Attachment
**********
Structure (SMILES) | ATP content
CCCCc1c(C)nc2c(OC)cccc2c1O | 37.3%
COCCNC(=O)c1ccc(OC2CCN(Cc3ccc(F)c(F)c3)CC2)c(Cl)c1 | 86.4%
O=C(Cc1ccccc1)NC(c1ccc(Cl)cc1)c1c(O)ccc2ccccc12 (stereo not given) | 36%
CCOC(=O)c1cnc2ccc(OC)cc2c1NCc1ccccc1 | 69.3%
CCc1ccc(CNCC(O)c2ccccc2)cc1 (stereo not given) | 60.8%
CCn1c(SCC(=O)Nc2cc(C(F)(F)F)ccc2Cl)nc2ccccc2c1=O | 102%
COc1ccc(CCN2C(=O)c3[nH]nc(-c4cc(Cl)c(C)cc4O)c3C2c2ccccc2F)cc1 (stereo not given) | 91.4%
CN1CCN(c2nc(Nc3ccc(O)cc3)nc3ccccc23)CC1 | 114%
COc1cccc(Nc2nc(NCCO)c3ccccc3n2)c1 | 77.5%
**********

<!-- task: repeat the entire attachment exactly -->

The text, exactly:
Structure (SMILES) | ATP content
CCCCc1c(C)nc2c(OC)cccc2c1O | 37.3%
COCCNC(=O)c1ccc(OC2CCN(Cc3ccc(F)c(F)c3)CC2)c(Cl)c1 | 86.4%
O=C(Cc1ccccc1)NC(c1ccc(Cl)cc1)c1c(O)ccc2ccccc12 (stereo not given) | 36%
CCOC(=O)c1cnc2ccc(OC)cc2c1NCc1ccccc1 | 69.3%
CCc1ccc(CNCC(O)c2ccccc2)cc1 (stereo not given) | 60.8%
CCn1c(SCC(=O)Nc2cc(C(F)(F)F)ccc2Cl)nc2ccccc2c1=O | 102%
COc1ccc(CCN2C(=O)c3[nH]nc(-c4cc(Cl)c(C)cc4O)c3C2c2ccccc2F)cc1 (stereo not given) | 91.4%
CN1CCN(c2nc(Nc3ccc(O)cc3)nc3ccccc23)CC1 | 114%
COc1cccc(Nc2nc(NCCO)c3ccccc3n2)c1 | 77.5%